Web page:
The fields of developmental genetics and evodevo have provided significant insights into how gene regulatory networks (GRNs) control fate specification, and how those networks vary between species. Yet, we still do not understand how GRNs launch specific cell biological behaviors; nor do we know how changes in cell biology have influenced body-plan divergence. To address these gaps in our knowledge, the overarching goals in the Lyons lab are to: 1) make explicit connections between cellular behaviors and GRNs, and 2) use these data to explain how developmental processes evolve, particularly at the cellular level. We work primarily with echinoderms and molluscs because these groups have unique advantages for studying the evolution of development and cell biology.
The phylum Echinodermata includes 5 extant classes: Crinoidea (feather stars and sea lillies), Ophiuroidea (brittle stars and basket stars), Holothuroidea (sea cucumbers), Asteroidea (sea stars), and Echinoidea (sea urchins and sand dollars). These animals have been used for a wide range of studies at all levels of biological organization, from genetics and cell biology on the micro scale, to ecosystem and climate studies on the macro scale. Our lab is working with sea urchins, sand dollars, and sea stars to understand how cell types become different from one another during development and how these processes differ between species. Currently we are focusing on local west coast species, the bat star Patiria miniata, and the painted sea urchin Lytechinus pictus, which are easy to work with and are beautiful for imaging.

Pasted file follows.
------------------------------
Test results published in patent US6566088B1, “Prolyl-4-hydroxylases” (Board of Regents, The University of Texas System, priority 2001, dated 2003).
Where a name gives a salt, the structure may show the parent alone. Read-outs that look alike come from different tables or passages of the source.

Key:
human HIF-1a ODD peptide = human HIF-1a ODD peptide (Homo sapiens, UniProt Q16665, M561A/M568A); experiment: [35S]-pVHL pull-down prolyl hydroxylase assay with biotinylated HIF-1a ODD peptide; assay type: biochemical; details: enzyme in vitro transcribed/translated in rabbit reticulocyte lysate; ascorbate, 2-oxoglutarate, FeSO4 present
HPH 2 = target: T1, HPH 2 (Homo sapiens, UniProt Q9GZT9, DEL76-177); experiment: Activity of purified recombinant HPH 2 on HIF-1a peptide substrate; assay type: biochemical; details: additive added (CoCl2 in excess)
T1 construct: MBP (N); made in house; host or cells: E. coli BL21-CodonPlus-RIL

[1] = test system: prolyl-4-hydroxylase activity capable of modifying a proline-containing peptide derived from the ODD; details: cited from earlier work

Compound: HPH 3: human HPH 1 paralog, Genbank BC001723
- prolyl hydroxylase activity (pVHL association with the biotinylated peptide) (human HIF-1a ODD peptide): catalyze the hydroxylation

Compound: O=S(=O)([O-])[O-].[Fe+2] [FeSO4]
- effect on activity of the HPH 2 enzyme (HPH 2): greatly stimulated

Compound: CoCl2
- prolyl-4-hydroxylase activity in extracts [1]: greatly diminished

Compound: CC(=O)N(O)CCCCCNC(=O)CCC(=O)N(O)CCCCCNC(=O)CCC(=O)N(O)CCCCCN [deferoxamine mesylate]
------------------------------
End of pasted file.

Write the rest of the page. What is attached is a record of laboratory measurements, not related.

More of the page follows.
Spiralian lophotrochozoans are a diverse assemblage of animals such as snails, clams, polychaetes, earthworms, ribbon worms, and polyclad flatworms. Despite looking different as adults and larvae, these animals share a highly stereotyped suite of characters during early development, called spiral cleavage. From this stereotyped cleavage pattern, clade-specific body-plans emerge, providing a unique opportunity to study how cell fate specification and morphogenesis evolve. Nowhere else in the animal kingdom can different phyla be compared systematically at a single cell level. We work with gastropod snails and nudibranchs that are amenable to functional studies, to answer fundamental question about molluscan biology, including early patterning, gastrulation, biomineralization, and neurogenesis.